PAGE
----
August 12, 2001
Continuous (CCM) and Discontinuous Conduction Mode (DCM)
Question: What is the difference between continuous-conduction mode (CCM) and discontinuous-conduction mode (DCM)?
Original Question: Can you tell me anything about continuous mode power converters? Or maybe you know of web sites on this topic?
Answer: Continuous-conduction-mode (CCM) means that the current in the energy transfer inductor never goes to zero between switching cycles. In discontinuous-conduction-mode (DCM) the current goes to zero during part of the switching cycle. In buck derived converters the major effect is that when it changes from CCM to DCM, it goes from a second order system to first order system. In boost and buck-boost derived systems there is a right-half-plane zero in CCM which is not present in the DCM. This makes it much more difficult to stabilize these converters with good dynamic response. There is much more, but it is covered in any basic text on switching-mode power supplies such as the ones recommended in my personal power supply design library.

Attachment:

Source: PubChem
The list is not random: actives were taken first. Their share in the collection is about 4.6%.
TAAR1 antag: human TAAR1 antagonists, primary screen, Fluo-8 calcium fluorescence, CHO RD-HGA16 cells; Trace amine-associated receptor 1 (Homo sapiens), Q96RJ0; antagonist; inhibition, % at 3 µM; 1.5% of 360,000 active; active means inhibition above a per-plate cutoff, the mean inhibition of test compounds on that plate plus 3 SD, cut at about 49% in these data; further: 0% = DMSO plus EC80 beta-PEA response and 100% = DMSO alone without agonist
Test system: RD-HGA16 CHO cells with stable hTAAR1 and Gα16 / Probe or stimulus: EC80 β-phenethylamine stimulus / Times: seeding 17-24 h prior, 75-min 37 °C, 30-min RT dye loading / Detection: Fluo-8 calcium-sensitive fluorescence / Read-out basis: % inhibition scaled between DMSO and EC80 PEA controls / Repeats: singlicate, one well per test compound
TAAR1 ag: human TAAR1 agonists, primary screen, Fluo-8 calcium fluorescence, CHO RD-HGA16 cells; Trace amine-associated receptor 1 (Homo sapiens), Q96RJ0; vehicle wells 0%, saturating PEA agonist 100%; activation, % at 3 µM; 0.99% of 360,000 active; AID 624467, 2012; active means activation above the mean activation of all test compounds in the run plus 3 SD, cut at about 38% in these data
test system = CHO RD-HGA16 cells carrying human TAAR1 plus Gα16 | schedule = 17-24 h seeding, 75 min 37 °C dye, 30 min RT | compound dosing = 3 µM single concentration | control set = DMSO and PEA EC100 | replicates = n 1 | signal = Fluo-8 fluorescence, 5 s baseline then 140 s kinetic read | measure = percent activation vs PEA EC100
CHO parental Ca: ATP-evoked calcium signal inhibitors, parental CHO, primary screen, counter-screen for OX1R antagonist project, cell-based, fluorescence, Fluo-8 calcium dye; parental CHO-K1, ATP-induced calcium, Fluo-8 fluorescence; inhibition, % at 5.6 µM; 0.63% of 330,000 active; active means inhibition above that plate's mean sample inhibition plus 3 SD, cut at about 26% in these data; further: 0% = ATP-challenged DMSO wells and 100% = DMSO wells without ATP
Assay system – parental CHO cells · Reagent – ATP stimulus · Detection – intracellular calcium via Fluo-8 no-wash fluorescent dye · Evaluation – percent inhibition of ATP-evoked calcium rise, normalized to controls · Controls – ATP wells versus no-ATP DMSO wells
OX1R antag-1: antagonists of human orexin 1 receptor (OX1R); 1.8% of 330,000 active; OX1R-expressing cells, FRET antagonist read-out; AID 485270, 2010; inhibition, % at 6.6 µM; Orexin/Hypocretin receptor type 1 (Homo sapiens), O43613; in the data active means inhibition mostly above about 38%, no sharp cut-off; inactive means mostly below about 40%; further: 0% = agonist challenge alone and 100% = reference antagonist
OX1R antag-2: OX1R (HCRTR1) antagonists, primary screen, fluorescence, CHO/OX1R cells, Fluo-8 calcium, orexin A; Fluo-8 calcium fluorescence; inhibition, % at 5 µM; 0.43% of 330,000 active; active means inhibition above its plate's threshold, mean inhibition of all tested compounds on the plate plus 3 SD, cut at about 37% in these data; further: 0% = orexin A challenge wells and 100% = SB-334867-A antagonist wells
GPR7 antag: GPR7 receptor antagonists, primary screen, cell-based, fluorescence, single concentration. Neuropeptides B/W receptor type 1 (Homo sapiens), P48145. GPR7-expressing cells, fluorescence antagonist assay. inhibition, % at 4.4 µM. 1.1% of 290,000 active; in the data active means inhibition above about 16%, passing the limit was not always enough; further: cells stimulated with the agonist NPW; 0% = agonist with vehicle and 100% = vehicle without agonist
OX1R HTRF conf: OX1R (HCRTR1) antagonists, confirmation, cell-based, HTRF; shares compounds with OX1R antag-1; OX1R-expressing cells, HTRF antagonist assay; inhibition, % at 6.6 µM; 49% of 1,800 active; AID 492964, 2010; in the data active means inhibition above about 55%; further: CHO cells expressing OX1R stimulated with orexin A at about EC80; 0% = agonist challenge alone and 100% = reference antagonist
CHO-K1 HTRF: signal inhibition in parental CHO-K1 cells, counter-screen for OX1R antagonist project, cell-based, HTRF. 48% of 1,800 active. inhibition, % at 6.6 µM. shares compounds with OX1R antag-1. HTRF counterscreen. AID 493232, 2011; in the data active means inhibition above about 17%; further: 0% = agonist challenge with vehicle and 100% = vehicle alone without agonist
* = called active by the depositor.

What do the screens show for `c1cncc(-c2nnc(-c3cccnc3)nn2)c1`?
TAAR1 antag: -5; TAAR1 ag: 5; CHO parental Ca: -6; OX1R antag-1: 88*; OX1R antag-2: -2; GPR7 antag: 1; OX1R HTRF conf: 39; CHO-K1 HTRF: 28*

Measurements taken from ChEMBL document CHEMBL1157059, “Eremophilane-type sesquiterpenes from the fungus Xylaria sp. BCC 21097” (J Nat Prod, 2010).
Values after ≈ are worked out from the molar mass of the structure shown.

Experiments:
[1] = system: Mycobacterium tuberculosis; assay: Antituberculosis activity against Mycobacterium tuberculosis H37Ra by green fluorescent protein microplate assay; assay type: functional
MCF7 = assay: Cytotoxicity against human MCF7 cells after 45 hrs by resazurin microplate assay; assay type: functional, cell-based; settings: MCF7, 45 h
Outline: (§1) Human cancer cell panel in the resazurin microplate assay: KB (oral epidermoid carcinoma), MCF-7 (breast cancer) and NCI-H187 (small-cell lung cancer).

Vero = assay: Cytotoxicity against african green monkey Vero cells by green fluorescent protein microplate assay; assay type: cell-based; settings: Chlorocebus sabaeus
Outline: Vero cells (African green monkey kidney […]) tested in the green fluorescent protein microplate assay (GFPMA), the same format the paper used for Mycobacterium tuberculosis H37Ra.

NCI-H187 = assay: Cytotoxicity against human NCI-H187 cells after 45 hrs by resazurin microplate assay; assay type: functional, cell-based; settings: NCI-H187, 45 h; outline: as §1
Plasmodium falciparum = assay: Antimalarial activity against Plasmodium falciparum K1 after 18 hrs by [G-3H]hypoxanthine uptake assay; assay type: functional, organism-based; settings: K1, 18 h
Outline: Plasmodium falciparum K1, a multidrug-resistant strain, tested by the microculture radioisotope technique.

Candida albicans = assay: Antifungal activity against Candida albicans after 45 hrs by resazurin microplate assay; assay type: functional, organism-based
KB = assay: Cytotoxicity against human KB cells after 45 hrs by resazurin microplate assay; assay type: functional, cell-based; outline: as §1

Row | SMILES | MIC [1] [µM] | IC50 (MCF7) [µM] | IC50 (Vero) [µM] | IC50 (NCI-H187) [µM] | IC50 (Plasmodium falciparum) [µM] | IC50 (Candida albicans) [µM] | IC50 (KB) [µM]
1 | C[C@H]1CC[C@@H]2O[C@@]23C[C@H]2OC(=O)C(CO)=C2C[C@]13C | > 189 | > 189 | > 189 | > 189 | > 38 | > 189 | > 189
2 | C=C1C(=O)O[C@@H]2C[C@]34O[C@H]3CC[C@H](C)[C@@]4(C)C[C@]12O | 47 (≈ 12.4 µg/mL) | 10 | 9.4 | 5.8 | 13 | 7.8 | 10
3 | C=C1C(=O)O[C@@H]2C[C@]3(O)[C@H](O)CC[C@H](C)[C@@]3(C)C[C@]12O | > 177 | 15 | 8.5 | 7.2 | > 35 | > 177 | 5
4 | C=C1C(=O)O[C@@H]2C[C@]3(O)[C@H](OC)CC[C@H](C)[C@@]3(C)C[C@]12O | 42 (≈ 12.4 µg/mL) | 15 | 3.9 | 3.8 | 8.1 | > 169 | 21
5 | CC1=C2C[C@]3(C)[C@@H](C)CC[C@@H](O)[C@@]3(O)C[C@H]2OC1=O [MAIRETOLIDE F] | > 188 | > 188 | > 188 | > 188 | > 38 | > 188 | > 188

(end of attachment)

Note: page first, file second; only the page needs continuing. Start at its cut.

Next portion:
Much information is in application notes and reference designs from vendors who make power transistors and controllers, such as TI, On Semiconductors, International Rectifier, etc. You can find some of these by searching on semiconductors on my vendors page. www.smpstech.com/vendors.htm
Posted by Jerrold Foutz at August 12, 2001 01:17 PM